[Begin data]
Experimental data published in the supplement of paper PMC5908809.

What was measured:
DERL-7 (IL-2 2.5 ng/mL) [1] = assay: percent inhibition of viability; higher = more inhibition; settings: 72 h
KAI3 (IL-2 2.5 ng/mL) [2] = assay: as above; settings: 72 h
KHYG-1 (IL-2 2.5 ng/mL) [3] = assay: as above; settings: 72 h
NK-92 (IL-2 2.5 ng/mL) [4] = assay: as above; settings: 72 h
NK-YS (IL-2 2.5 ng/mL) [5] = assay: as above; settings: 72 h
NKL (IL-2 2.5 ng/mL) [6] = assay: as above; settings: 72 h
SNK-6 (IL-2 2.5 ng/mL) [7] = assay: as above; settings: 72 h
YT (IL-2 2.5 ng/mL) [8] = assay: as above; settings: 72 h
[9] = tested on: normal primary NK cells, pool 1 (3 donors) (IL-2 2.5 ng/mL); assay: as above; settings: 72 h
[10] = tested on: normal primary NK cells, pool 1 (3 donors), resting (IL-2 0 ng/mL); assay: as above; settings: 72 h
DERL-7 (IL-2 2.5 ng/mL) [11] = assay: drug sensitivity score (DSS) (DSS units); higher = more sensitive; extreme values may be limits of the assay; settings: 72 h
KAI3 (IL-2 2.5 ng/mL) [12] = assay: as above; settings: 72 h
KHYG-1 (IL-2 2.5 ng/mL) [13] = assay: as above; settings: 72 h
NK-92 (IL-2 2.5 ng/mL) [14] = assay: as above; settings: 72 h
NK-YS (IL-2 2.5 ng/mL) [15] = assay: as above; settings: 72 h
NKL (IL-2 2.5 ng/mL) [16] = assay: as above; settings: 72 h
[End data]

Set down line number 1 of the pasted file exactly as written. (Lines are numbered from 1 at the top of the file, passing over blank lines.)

Experimental data published in the supplement of paper PMC5908809.